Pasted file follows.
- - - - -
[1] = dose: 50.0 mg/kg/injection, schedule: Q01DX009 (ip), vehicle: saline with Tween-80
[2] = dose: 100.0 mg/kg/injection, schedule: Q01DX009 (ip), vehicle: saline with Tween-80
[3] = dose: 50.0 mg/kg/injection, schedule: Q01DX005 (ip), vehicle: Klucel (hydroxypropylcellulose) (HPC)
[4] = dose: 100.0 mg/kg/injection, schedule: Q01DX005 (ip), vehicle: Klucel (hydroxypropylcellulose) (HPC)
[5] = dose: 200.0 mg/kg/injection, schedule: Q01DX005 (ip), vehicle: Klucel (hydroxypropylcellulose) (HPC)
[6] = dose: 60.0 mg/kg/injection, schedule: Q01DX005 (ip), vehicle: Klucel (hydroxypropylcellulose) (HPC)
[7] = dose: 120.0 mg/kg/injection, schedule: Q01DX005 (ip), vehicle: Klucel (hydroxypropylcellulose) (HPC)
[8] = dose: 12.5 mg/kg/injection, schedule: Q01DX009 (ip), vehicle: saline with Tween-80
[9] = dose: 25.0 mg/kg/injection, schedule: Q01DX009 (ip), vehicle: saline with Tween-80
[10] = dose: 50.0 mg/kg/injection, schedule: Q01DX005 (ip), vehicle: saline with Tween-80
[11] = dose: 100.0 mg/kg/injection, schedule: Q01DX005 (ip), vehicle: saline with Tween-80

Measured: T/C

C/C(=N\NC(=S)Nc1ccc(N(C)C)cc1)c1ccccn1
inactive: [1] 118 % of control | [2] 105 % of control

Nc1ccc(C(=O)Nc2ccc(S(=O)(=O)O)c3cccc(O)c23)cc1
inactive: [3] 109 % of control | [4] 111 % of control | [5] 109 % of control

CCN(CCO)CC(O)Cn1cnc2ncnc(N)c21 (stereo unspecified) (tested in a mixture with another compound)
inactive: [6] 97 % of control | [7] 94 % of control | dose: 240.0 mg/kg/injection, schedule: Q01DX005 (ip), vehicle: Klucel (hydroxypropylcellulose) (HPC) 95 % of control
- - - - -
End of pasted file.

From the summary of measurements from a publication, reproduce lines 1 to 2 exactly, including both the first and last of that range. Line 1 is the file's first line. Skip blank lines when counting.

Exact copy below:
[1] = dose: 50.0 mg/kg/injection, schedule: Q01DX009 (ip), vehicle: saline with Tween-80
[2] = dose: 100.0 mg/kg/injection, schedule: Q01DX009 (ip), vehicle: saline with Tween-80